A Writer Group Organizer Tips and Tricks

One of the things about Western Maryland is how anything worthwhile seems to happen to the busy part of the state; namely Baltimore and Washington D.C. So when I looked to find a writer’s group, the only one at the time comprised of already published authors. I hadn’t published a thing so that left me in the cold.

I decided then to form my own writer’s group. I’m not shy about organizing groups. This wasn’t the first time I was at a loss to finding a group I wanted to join, only to have to start my own. I can proudly say, my writer’s group is the largest in Western Maryland with thirty five members. (Only six members show up at the meetings, which is perfectly fine. Anything more than that and you’re not likely to accomplish much).

You too can accomplish organizing a group, and here are a few tips along the way:

  • Keep in mind you’re the organizer. Members look to you to make things happen. This often means finding the venue to meet, finding the topics and subject your meetings will cover, and to move things along in the meetings themselves.
  • Protect your group. This translates into making hard decisions if someone isn’t working well with others. I’ve removed members if they couldn’t follow the rules. I try to listen to both sides, but generally if a member proves disruptive, they need to go elsewhere.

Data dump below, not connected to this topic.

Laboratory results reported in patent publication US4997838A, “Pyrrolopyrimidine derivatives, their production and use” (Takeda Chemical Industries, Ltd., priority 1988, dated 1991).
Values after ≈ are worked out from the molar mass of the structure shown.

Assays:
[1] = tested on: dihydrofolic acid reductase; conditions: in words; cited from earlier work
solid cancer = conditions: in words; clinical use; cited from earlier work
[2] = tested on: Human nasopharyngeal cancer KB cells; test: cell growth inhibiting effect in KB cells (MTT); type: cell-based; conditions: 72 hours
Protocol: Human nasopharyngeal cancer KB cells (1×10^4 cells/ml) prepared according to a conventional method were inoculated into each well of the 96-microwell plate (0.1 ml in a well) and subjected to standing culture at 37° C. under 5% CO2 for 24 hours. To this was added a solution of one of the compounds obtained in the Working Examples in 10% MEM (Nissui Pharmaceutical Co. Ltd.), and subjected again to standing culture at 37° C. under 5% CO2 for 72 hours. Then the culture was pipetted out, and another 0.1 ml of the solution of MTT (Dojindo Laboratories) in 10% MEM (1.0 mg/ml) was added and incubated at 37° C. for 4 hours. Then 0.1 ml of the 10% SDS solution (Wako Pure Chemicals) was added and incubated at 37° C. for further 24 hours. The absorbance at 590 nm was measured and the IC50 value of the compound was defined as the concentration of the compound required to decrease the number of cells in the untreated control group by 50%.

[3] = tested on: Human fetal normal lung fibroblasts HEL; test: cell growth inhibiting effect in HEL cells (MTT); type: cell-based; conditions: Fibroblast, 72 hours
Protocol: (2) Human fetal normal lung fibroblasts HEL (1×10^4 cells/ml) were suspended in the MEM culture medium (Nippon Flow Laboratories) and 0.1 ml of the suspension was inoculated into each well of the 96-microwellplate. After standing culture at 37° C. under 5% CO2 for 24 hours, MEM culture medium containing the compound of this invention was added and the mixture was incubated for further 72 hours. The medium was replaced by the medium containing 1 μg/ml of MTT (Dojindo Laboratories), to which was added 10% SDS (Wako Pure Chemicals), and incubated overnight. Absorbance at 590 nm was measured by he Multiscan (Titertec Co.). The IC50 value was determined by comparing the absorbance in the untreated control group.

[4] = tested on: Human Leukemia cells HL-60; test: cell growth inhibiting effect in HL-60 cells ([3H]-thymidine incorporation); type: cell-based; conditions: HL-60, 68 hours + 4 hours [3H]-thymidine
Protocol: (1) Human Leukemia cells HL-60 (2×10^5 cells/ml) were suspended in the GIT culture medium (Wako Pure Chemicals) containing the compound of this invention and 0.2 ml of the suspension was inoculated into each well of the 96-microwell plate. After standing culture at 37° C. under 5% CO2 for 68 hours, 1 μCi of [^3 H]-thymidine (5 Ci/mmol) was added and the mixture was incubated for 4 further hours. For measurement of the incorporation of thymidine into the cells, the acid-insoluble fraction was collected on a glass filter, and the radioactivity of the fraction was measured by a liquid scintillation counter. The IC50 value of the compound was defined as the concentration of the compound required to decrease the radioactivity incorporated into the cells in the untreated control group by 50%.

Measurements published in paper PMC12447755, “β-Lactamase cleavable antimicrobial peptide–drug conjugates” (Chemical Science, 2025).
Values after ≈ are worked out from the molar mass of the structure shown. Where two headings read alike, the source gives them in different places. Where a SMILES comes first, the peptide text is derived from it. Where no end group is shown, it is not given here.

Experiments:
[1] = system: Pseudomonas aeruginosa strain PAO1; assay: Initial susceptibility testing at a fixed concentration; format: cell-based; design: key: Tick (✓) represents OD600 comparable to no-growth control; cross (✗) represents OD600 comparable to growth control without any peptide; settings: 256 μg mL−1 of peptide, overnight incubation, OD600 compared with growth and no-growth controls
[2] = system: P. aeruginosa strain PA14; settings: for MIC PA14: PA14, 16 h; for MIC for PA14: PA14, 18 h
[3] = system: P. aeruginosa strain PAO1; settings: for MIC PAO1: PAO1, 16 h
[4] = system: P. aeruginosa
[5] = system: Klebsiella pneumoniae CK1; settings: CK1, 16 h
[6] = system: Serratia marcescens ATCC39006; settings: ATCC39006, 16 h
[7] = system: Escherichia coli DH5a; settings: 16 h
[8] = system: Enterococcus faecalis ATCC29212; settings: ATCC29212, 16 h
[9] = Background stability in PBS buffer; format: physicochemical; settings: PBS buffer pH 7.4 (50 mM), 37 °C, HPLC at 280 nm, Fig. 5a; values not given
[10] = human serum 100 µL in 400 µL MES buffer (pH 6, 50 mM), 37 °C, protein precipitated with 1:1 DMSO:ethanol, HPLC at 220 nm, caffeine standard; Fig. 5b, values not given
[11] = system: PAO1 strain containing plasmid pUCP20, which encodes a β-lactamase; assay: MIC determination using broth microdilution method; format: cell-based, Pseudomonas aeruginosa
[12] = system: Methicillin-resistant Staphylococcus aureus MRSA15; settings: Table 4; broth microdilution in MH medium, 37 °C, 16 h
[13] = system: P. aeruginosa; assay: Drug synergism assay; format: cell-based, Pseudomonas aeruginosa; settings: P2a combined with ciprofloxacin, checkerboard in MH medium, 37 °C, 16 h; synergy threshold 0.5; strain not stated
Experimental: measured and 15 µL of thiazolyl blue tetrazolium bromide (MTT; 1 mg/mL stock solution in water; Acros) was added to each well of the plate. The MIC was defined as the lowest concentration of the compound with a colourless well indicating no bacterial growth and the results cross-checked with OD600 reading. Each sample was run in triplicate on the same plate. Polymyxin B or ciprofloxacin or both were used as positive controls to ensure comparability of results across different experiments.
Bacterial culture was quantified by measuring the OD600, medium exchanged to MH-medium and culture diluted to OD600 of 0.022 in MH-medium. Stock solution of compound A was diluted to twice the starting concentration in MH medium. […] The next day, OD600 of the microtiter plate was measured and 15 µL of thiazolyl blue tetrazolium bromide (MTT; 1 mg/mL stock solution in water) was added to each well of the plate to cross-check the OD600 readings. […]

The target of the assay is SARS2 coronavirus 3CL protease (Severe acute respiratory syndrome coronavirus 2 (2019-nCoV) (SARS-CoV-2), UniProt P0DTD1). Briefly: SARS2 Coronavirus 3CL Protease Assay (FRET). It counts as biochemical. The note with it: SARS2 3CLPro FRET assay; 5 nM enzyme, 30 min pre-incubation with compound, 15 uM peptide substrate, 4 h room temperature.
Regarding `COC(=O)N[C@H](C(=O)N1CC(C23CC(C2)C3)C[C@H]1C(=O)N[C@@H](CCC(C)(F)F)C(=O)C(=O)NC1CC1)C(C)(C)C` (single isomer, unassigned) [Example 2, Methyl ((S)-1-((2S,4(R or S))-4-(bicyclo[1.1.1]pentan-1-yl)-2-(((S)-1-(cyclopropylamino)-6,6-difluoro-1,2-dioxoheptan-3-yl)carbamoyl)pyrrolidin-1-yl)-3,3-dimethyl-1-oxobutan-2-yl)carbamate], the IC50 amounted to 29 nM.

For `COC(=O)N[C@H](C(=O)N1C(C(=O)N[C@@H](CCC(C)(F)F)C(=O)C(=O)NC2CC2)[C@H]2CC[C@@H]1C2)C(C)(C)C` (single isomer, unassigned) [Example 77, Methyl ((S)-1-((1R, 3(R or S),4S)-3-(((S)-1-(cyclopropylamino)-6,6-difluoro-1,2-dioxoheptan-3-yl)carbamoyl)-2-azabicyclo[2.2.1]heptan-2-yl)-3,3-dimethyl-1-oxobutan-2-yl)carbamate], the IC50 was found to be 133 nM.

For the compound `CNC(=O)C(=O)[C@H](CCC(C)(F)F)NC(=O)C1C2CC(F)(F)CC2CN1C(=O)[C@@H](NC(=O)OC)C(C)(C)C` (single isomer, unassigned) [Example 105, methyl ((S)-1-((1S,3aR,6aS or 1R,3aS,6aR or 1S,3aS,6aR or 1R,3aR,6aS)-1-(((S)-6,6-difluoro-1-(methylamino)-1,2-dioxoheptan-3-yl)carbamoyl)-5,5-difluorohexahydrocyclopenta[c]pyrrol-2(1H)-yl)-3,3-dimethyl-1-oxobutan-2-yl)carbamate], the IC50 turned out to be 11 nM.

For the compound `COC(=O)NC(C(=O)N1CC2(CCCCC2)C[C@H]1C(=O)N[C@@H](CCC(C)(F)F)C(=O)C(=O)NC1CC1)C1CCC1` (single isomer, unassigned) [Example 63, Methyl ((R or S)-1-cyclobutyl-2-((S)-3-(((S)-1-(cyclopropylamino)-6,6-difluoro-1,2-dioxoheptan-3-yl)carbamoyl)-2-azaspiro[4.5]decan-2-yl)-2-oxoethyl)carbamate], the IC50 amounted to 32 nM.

• Pick meeting places that work with your group. You need a meeting place that has enough room for members, but also provides the quiet so that members can read, or provide feedback without interruptions.
  • Keep an outline of your meeting. This helps move things along for everyone and takes advantage of the time together. (See below for a quick outline).
  • Don’t be shy in asking for help. This includes asking for money. If your group helps members, asking for donations or assitastance allows member to participate. You might be surprised that people want the group to succeed.

Sample Meeting Outline:

  1. I start with introductions to any new members, with the usual members also introducing themselves.
  2. I cover the group’s issues first and foremost. This includes membership fees, change of venues, issues that arise, contests, and any new ideas I want to present.
  3. We then go to the topic of discussion. This could include publishing, plotting, character development, or any number of subjects.
  4. We move to feedback, where anyone who has chapters to share, they hand them out then. Sometimes if we have too many, they write their email on the drafts so that members can email their feedback. Otherwise, we offer the feedback then.
  5. The meetings slow down to open discussion where members can bring up issues, share stories, or bring up anything they want.
  6. I end the meeting with when we’re meeting again.

You can decide on how you want your meetings to go. I also should add that it takes time to get members. My group started with a handful of people, most of which never showed up or participated online. Now I have over 30+ members, with ten members that show up and participate regularly.


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